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A Pennsylvania fire company was shuttered by town officials Wednesday after officials at the company refused to address that one of their volunteer firefighters was a member of the extremist group the Proud Boys.
Officials in Haverford Township, in Delaware County, were informed on Aug. 12 that a volunteer with the Bon Air Fire Company was affiliated with “an organization described as an extremist group,” the township’s manager David Burman wrote in a statement released Thursday.
The township immediately launched an investigation into the allegations, which included an interview with the volunteer, who admitted he was involved with the Proud Boys, Burman said. The volunteer revealed he had attended social gatherings hosted by the group and had passed two of four of the group’s initiation steps “which includes hazing.”
Burman’s statement quoted the group’s “self-proclaimed basic tenet,” posted on their website that they are “Western chauvinists who refuse to apologize for creating the modern world.” The proclamation belongs to the Proud Boys, who “are known for anti-Muslim and misogynistic rhetoric,” according to the Southern Poverty Law Center, which designates them as a hate group. Women and transgender men are not allowed in the group.
While the volunteer “indicated that he had attempted to distance himself from the group in recent months” Burman and a police official met with Bon Air Fire Company officials on Aug. 14 to address “the seriousness of this matter and urged the fire company to address it.”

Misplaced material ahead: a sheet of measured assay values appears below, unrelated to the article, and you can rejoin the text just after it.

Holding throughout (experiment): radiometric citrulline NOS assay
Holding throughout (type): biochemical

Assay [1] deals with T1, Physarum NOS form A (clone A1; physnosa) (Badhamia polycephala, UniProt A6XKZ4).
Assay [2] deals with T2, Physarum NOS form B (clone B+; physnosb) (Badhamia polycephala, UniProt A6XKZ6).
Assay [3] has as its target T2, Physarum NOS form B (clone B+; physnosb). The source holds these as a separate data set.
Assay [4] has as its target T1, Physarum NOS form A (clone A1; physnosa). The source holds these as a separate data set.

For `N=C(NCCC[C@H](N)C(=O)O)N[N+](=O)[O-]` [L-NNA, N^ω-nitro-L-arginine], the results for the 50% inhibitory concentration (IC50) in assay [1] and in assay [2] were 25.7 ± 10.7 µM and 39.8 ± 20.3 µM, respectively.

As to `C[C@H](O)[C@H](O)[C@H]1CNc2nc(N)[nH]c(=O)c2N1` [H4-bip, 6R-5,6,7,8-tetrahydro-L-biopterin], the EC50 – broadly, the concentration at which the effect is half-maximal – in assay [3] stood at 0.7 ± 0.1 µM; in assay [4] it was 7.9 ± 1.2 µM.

Burman said he was informed the next day that the volunteer had offered his resignation, but the Bon Air Fire Company chief refused to accept it. A week later, Burman said he received an email that said the fire company’s board had “found no basis for terminating the volunteer’s membership.”
“The email included no indication that the fire company would take any action whatsoever,” Burman’s statement said. “The Bon Air Fire Company’s failure to address this matter conflicts with the public policy of Haverford Township, which includes ensuring that all persons are treated fairly and equally, and that all persons enjoy the full benefits of citizenship.
As of Thursday night, the Bon Air Fire Company was “relieved of duty indefinitely,” Burman announced.
Four other area fire companies will service the residents of Bon Air. The nearest company is within half a mile from Bon Air’s station, and the other three are within two and a half miles. The Bon Air Fire Company has been stripped of their equipment, NBC Philadelphia reported.
A member of the Bon Air Fire Company told the station that they were “blindsided” by the Township’s decision. The company did not immediately respond to a request for comment from NBC News.